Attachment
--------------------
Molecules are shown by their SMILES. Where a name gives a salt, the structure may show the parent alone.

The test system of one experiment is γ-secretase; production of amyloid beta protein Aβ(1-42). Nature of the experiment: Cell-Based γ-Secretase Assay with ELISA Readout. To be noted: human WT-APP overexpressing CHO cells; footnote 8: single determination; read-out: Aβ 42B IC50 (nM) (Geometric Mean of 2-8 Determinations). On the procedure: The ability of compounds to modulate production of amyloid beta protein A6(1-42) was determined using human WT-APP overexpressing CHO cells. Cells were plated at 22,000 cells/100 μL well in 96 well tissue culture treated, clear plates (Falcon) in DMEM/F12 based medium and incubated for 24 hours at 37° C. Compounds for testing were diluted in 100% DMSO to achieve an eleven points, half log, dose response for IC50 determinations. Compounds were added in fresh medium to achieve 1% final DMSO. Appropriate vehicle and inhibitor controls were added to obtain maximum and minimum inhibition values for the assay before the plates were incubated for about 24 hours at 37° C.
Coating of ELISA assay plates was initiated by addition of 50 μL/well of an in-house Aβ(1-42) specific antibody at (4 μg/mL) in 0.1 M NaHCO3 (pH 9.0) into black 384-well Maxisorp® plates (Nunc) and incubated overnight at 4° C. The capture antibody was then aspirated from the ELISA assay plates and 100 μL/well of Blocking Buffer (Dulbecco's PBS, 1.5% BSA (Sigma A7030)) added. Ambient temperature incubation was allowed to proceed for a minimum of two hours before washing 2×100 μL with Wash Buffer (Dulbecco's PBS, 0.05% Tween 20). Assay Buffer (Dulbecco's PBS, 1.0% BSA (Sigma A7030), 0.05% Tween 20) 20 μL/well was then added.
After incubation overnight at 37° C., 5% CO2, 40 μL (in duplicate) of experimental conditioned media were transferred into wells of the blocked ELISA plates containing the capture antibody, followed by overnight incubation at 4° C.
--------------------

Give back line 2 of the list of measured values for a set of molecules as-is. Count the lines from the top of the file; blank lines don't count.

The test system of one experiment is γ-secretase; production of amyloid beta protein Aβ(1-42). Nature of the experiment: Cell-Based γ-Secretase Assay with ELISA Readout. To be noted: human WT-APP overexpressing CHO cells; footnote 8: single determination; read-out: Aβ 42B IC50 (nM) (Geometric Mean of 2-8 Determinations). On the procedure: The ability of compounds to modulate production of amyloid beta protein A6(1-42) was determined using human WT-APP overexpressing CHO cells. Cells were plated at 22,000 cells/100 μL well in 96 well tissue culture treated, clear plates (Falcon) in DMEM/F12 based medium and incubated for 24 hours at 37° C. Compounds for testing were diluted in 100% DMSO to achieve an eleven points, half log, dose response for IC50 determinations. Compounds were added in fresh medium to achieve 1% final DMSO. Appropriate vehicle and inhibitor controls were added to obtain maximum and minimum inhibition values for the assay before the plates were incubated for about 24 hours at 37° C.